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Posts Tagged ‘greenpeace’

It’s interesting to me how artists who believe in a particular cause will use what they know best to advance that cause. Sometimes it takes art to get a wider audience to understand an issue.

At the Greenpeace blog, Elvira Jiménez and Erlend Tellnes wrote in early June about how pianist and composer Ludovico Einaudi is raising awareness of global warming.

“The Greenpeace ship Arctic Sunrise set off from the Netherlands carrying a very special load: the voices of eight million people. Messages from around the globe calling for governments to save the Arctic from threats such as oil drilling and destructive fishing. …

“As the ship stopped in Svalbard, Norway, Europe’s gateway to the Arctic, it welcomed aboard a very special guest: renowned pianist and composer, Ludovico Einaudi. With him a grand piano, to undertake his most challenging performance yet, in the Arctic surrounded by ice. …

“As he performed this piece for the first time — in front of a magnificent surging glacier — the music echoed across the ice, a moment that will remain in our minds forever.” More here.

If one picture is worth a thousand words, maybe this one had an effect: a couple weeks later an international conference voted for protection of the Arctic.

Pilar Marcos followed up at the Greenpeace blog on June 30: “At a meeting held in Ostend, Belgium, last week, the OSPAR Convention agreed to adopt specific measures to protect its Arctic region, including a commitment to secure a marine protected area (MPA) in 2016.

“This means an unprecedented agreement on Arctic protection, which could result in safeguarding the first piece of a future sanctuary in the High Arctic in just a few months’ time. [It’s an] area equivalent in size to half of the surface of Spain, [where] no oil drilling or large industrial fishing will take place, and where the protection of threatened habitats and species will be the priority.”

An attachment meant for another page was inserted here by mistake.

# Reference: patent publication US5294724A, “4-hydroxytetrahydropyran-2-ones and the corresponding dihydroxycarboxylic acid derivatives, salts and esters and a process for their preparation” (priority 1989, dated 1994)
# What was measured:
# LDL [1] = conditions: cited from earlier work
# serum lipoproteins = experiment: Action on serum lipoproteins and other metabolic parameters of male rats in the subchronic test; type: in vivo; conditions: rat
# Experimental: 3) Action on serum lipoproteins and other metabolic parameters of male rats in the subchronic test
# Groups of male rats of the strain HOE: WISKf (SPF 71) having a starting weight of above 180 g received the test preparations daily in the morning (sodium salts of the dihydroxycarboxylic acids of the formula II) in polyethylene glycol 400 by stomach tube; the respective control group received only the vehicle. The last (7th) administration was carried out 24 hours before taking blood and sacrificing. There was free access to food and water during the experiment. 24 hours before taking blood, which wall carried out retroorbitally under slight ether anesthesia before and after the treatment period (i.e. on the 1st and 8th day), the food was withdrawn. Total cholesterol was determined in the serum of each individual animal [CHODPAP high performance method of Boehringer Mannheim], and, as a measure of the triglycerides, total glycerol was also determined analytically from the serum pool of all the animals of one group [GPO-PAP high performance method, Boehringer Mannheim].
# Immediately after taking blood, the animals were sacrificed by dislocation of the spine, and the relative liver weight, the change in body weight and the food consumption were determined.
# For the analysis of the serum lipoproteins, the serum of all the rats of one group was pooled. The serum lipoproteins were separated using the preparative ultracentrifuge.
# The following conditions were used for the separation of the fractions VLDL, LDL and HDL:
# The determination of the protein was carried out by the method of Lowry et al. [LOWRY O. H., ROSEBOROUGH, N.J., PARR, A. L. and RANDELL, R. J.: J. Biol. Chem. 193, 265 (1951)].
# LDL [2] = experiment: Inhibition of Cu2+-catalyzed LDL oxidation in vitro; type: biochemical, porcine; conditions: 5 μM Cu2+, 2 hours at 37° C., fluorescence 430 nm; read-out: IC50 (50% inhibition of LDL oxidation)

Photo: Greenpeace
Acclaimed Italian composer and pianist Ludovico Einaudi performs “Elegy for the Arctic” on a floating platform in the Arctic Ocean, the world’s most vulnerable ocean.

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At the radio show Living on Earth, Steve Curwood recently interviewed Gary Cook of Greenpeace about an effort to get tech companies to be greener.

CURWOOD: “Back in 2012, you criticized Apple for using carbon-intensive energy from coal plants to power its servers. …

COOK: “Just after we spoke, they made a commitment to be 100 percent renewably powered, and as the end of last year, they even made that goal. So, it’s been quite a big shift.

CURWOOD: “100 percent renewable energy. How’s that possible?

COOK: “It requires some effort. Apple has done a lot in North Carolina where they have their largest data center in terms of deploying two different solar farms and an onsite fuel cell that’s powered with biogas energy, so it’s all renewable. They have several other data centers. … In Oregon they’re using wind; in Nevada they’re using solar.

“So they’ve actually shown a commitment from the top, been very aggressive, probably the most aggressive of any of the brands to make sure as they grow, they’re using clean energy.

CURWOOD: “Biogas. Where are they getting that from?’

COOK:” Currently, they’re getting that from landfill and some other renewable sources. The landfill is methane capture in the southeast, and they’re having that piped to where their data center is in North Carolina.”

The radio interview covers several other efforts tech companies are making. It’s a good thing, too, when you consider, as Living on Earth points out, “If the Internet were a country, it would be the sixth largest consumer of electricity in the world.” More here.

Photo: George Nikitin, Greenpeace
The Greenpeace Airship A.E. Bates flies over Facebook headquarters with a banners reading “Building a Greener Internet” and “Who’s The Next To Go Green?” Apple, Facebook and Google have committed to powering their data centers with renewable energy.

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